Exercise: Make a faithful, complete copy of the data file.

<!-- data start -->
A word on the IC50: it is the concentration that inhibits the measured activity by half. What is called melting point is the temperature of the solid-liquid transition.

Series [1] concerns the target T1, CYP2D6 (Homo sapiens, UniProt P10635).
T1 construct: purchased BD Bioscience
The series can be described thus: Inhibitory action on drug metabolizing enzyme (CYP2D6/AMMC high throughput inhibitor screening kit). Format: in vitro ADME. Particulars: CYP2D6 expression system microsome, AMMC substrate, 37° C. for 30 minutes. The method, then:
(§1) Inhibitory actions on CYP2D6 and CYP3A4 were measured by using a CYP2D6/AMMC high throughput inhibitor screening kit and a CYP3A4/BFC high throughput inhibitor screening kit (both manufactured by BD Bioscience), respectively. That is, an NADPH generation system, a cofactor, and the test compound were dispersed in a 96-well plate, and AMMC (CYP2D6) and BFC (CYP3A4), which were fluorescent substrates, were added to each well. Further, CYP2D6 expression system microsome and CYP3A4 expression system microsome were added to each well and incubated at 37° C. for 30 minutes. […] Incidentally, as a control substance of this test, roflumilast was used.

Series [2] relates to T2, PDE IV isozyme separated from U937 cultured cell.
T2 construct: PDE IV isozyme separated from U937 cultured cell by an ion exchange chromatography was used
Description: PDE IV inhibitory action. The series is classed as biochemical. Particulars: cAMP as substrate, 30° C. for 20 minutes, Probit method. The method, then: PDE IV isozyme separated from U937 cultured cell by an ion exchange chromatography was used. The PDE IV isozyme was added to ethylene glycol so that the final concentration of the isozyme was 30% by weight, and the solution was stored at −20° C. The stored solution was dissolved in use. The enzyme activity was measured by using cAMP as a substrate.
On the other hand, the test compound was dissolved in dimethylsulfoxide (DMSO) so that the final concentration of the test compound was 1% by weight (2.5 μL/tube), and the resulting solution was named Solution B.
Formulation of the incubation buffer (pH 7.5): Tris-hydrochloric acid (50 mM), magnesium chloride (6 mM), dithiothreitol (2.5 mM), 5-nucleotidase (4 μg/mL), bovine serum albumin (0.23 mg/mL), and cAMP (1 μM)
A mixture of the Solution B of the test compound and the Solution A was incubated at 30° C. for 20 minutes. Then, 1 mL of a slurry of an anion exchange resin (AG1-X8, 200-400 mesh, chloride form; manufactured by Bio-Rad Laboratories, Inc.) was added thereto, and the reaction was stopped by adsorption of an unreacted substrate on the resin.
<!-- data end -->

A word on the IC50: it is the concentration that inhibits the measured activity by half. What is called melting point is the temperature of the solid-liquid transition.

Series [1] concerns the target T1, CYP2D6 (Homo sapiens, UniProt P10635).
T1 construct: purchased BD Bioscience
The series can be described thus: Inhibitory action on drug metabolizing enzyme (CYP2D6/AMMC high throughput inhibitor screening kit). Format: in vitro ADME. Particulars: CYP2D6 expression system microsome, AMMC substrate, 37° C. for 30 minutes. The method, then:
(§1) Inhibitory actions on CYP2D6 and CYP3A4 were measured by using a CYP2D6/AMMC high throughput inhibitor screening kit and a CYP3A4/BFC high throughput inhibitor screening kit (both manufactured by BD Bioscience), respectively. That is, an NADPH generation system, a cofactor, and the test compound were dispersed in a 96-well plate, and AMMC (CYP2D6) and BFC (CYP3A4), which were fluorescent substrates, were added to each well. Further, CYP2D6 expression system microsome and CYP3A4 expression system microsome were added to each well and incubated at 37° C. for 30 minutes. […] Incidentally, as a control substance of this test, roflumilast was used.

Series [2] relates to T2, PDE IV isozyme separated from U937 cultured cell.
T2 construct: PDE IV isozyme separated from U937 cultured cell by an ion exchange chromatography was used
Description: PDE IV inhibitory action. The series is classed as biochemical. Particulars: cAMP as substrate, 30° C. for 20 minutes, Probit method. The method, then: PDE IV isozyme separated from U937 cultured cell by an ion exchange chromatography was used. The PDE IV isozyme was added to ethylene glycol so that the final concentration of the isozyme was 30% by weight, and the solution was stored at −20° C. The stored solution was dissolved in use. The enzyme activity was measured by using cAMP as a substrate.
On the other hand, the test compound was dissolved in dimethylsulfoxide (DMSO) so that the final concentration of the test compound was 1% by weight (2.5 μL/tube), and the resulting solution was named Solution B.
Formulation of the incubation buffer (pH 7.5): Tris-hydrochloric acid (50 mM), magnesium chloride (6 mM), dithiothreitol (2.5 mM), 5-nucleotidase (4 μg/mL), bovine serum albumin (0.23 mg/mL), and cAMP (1 μM)
A mixture of the Solution B of the test compound and the Solution A was incubated at 30° C. for 20 minutes. Then, 1 mL of a slurry of an anion exchange resin (AG1-X8, 200-400 mesh, chloride form; manufactured by Bio-Rad Laboratories, Inc.) was added thereto, and the reaction was stopped by adsorption of an unreacted substrate on the resin.